Adam Wright has been cleaning up a mess since he became interim chief executive of Famous Dave's of America in June. Now, he's got the job full time.
Minnetonka-based Famous Dave's announced Monday that its new CEO is Wright, a 37-year-old founding partner of Minneapolis-based Blue Clay Capital Management, which has been a major investor in Famous Dave's since 2013.
Wright will be Famous Dave's fourth CEO in the last four years, replacing Ed Rensi, who abruptly quit in June after just over a year in the job.
Rensi's attempts to turn around the stagnant firm backfired and Famous Dave's sales and profits have tanked during the past two quarters. So has its stock, which closed Monday down 14 cents at $6.86, a low not seen in more than five years and well short of its $30-plus perch last January.
Wright said his task in winning back customers is straightforward.
"We are going to keep focusing on giving the guests a better experience at our restaurants," he said.
With about 180 restaurants in 33 states, Famous Dave's is particularly well known in the Twin Cities. Starting in 2013, four hedge funds started snapping up Dave's shares. Blue Clay was among them.
Representatives of two other funds with big positions in Famous Dave's recruited Rensi, a longtime senior executive at McDonald's.
Rensi made big changes to the company's menu and stores, trying to make them more attractive to millennials. But franchisees weren't keen on the changes. Neither were customers.
Famous Dave's reported a terrible second quarter in August, and the company — by then being shepherded by Wright — blamed Rensi for everything from introducing smaller portions to changing plateware and altering the cornbread recipe.
Famous Dave's financials bombed during the third quarter, too.
Now, Wright said the old plateware is back, portion sizes have been restored and the company is getting back to barbecue basics, including a new brisket offering.
"We've focused on the food experience and undid a lot of the changes Ed made," he said.
In October, Wright brought back company founder "Famous" Dave Anderson in a consulting role, aiming to rebuild the company's culture and improve its food. Anderson hadn't been in active management for 12 years and had a low-profile role in the company's marketing until exiting completely in early 2014.
"We are impressed with the steps Adam has taken to move the business forward since his appointment as interim CEO six months ago," Joseph Jacobs, Famous Dave's chairman, said in a press statement. "As a longtime investor, he understands the challenges that the company faces and the opportunities ahead."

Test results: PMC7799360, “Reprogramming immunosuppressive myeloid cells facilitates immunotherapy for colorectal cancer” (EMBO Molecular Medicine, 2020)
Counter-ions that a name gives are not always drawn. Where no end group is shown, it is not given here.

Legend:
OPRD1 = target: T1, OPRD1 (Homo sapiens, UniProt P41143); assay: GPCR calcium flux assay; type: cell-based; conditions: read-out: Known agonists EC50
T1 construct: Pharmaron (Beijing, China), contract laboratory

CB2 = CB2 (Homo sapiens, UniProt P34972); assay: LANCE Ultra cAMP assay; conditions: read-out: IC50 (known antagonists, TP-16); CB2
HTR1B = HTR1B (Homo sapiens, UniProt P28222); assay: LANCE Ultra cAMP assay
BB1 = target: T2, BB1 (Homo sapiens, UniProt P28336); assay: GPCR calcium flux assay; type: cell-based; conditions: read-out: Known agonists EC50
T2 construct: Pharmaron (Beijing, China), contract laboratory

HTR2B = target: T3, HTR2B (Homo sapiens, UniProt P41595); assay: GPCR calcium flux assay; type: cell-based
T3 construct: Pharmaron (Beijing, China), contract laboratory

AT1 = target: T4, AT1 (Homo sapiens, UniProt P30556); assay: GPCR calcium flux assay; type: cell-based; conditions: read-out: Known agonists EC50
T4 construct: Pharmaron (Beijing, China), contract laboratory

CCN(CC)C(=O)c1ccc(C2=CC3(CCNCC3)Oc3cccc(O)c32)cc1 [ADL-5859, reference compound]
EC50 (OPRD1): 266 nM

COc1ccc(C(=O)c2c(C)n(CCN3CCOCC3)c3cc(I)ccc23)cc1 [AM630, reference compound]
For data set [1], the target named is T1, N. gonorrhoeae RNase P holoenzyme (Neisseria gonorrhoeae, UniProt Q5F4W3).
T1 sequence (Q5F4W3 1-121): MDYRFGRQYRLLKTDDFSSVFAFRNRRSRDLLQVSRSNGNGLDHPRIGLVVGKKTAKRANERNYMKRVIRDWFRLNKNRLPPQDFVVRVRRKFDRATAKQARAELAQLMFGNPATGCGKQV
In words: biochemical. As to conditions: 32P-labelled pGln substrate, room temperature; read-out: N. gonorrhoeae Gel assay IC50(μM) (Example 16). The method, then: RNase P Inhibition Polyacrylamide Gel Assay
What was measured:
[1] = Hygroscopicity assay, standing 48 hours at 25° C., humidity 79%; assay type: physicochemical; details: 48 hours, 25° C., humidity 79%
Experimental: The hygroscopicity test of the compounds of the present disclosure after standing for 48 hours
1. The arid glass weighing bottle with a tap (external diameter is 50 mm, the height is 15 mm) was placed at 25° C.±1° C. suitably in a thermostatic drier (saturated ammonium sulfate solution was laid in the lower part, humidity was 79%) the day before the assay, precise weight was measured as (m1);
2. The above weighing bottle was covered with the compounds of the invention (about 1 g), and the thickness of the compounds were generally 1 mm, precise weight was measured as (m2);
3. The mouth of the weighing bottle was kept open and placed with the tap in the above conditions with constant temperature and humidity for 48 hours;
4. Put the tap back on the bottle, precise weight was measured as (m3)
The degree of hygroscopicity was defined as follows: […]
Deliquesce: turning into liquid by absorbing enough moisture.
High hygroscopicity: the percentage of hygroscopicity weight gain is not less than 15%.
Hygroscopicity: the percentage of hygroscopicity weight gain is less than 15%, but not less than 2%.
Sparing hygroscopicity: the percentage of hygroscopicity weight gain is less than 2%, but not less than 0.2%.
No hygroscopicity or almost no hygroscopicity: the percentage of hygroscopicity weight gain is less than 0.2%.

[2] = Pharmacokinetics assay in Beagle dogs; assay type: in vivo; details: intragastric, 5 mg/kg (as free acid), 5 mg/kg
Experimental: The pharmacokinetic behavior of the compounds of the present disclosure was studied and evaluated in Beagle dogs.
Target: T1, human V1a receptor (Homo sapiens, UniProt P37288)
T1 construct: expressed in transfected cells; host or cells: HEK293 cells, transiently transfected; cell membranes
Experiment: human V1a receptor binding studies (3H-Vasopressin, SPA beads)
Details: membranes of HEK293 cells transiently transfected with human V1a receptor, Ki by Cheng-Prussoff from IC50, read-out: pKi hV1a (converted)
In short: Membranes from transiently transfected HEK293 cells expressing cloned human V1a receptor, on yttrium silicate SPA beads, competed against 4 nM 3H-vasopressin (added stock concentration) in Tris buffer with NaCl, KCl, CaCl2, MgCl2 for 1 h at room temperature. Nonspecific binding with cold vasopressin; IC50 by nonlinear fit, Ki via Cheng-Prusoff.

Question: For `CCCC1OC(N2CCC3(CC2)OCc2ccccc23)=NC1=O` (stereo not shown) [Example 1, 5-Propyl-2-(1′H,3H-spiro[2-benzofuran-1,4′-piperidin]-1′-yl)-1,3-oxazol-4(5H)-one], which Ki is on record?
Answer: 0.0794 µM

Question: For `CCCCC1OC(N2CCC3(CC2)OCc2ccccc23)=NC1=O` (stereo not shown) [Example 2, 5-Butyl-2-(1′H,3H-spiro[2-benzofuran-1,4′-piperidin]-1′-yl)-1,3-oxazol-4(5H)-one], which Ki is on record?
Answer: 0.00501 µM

Wright's familiarity with Famous Dave's goes back a ways. His brother, Mike Wright, is a longtime Famous Dave's franchisee and owns five restaurants in the Upper Midwest. Adam Wright worked as a senior analyst at Minneapolis-based Whitebox Advisors, which held a significant stake in Famous Dave's for a few years after the 2008 financial bust.
Before Whitebox, Wright worked at UnitedHealth Group and Goldman Sachs. Wright, whose father, Michael Wright, was a longtime CEO at Supervalu, is a graduate of Dartmouth College and has a master's degree from the Stanford University Graduate School of Business.
After Whitebox, Adam Wright co-founded Blue Clay with Gary Kohler and Brian Durst. Blue Clay owns about 6 percent of Famous Dave's shares. As of Sept. 30, Famous Dave's was Blue Clay's third largest holding, then worth about $5.5 million, according to a Securities and Exchange Commission filing.
Wright, who has shuffled back and forth between Blue Clay and Famous Dave's in recent months, said he will make his office at Dave's headquarters. That's a departure from Rensi, who primarily worked from an office in suburban Chicago, where he lived and where Famous Dave's has several outlets.
As of Monday, Wright will have no involvement in Blue Clay's provision of investment advisory services to its own funds, including with respect to Famous Dave's, according to an SEC filing.
"I am going to be focusing my business efforts on Famous Dave's," Wright said.